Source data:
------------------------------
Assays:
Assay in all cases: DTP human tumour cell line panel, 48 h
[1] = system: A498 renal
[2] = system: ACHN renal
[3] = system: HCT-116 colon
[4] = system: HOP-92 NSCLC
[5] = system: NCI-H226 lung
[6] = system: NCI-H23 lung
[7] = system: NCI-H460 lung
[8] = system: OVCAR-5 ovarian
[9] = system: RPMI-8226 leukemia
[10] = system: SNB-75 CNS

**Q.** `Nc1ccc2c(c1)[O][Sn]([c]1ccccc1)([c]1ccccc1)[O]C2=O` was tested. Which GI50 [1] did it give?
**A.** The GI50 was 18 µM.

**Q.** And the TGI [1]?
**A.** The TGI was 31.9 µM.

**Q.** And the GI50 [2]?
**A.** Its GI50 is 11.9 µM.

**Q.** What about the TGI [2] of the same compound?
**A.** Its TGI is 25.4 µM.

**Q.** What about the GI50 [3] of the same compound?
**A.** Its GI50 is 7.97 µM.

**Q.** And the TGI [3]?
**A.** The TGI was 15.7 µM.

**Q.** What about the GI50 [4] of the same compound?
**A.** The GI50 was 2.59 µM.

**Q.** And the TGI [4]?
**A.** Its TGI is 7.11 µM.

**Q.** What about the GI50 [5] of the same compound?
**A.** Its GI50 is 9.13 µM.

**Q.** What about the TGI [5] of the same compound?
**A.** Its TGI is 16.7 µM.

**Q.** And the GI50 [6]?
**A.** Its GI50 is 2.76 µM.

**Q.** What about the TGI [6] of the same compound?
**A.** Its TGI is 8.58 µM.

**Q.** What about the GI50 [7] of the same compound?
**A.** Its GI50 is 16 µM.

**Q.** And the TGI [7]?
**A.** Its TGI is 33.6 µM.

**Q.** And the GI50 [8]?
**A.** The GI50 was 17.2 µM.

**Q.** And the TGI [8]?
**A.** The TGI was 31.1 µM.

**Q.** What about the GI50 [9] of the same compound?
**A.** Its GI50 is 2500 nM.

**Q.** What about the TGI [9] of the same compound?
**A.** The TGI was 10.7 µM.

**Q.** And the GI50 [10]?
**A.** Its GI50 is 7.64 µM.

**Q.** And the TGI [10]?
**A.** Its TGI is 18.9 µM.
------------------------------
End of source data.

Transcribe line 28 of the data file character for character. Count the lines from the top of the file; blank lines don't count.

**A.** Its TGI is 7.11 µM.